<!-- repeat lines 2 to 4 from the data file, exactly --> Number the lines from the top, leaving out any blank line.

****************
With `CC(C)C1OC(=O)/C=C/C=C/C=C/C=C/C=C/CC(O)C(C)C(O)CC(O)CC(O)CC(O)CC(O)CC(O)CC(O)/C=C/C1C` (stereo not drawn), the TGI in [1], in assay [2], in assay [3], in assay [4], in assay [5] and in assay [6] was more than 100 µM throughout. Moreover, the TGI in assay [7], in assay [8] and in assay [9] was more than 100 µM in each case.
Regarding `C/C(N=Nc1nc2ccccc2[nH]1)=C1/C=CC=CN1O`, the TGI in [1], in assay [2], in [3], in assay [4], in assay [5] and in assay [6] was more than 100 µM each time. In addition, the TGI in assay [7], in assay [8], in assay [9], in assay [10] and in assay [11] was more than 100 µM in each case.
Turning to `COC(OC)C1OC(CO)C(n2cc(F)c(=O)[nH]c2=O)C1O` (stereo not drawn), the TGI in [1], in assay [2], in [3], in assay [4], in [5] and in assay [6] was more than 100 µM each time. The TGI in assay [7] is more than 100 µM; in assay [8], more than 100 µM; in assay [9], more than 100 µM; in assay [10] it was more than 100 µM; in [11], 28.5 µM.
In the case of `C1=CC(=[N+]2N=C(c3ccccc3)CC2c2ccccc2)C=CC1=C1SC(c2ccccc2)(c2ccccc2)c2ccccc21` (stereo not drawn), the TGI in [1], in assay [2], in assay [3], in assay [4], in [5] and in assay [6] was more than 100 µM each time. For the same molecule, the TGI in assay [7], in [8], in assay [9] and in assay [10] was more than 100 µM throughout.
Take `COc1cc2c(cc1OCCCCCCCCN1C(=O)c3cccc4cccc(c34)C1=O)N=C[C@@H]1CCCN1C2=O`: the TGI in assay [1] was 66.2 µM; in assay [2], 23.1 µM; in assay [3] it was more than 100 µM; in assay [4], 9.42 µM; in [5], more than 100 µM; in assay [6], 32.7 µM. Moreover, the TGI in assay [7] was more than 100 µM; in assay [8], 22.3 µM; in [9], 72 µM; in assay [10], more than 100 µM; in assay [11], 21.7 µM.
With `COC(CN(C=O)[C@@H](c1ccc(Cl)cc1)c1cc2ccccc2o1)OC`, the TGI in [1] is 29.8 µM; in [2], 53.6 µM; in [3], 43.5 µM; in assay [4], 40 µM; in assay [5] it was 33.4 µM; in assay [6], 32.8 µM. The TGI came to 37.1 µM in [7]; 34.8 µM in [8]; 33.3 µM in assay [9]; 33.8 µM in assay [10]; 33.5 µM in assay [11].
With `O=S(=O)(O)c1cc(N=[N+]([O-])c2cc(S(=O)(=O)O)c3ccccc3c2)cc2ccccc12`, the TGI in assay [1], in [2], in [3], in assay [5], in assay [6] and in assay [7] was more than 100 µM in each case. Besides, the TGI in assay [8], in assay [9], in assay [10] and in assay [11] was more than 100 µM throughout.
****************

Regarding `C/C(N=Nc1nc2ccccc2[nH]1)=C1/C=CC=CN1O`, the TGI in [1], in assay [2], in [3], in assay [4], in assay [5] and in assay [6] was more than 100 µM each time. In addition, the TGI in assay [7], in assay [8], in assay [9], in assay [10] and in assay [11] was more than 100 µM in each case.
Turning to `COC(OC)C1OC(CO)C(n2cc(F)c(=O)[nH]c2=O)C1O` (stereo not drawn), the TGI in [1], in assay [2], in [3], in assay [4], in [5] and in assay [6] was more than 100 µM each time. The TGI in assay [7] is more than 100 µM; in assay [8], more than 100 µM; in assay [9], more than 100 µM; in assay [10] it was more than 100 µM; in [11], 28.5 µM.
In the case of `C1=CC(=[N+]2N=C(c3ccccc3)CC2c2ccccc2)C=CC1=C1SC(c2ccccc2)(c2ccccc2)c2ccccc21` (stereo not drawn), the TGI in [1], in assay [2], in assay [3], in assay [4], in [5] and in assay [6] was more than 100 µM each time. For the same molecule, the TGI in assay [7], in [8], in assay [9] and in assay [10] was more than 100 µM throughout.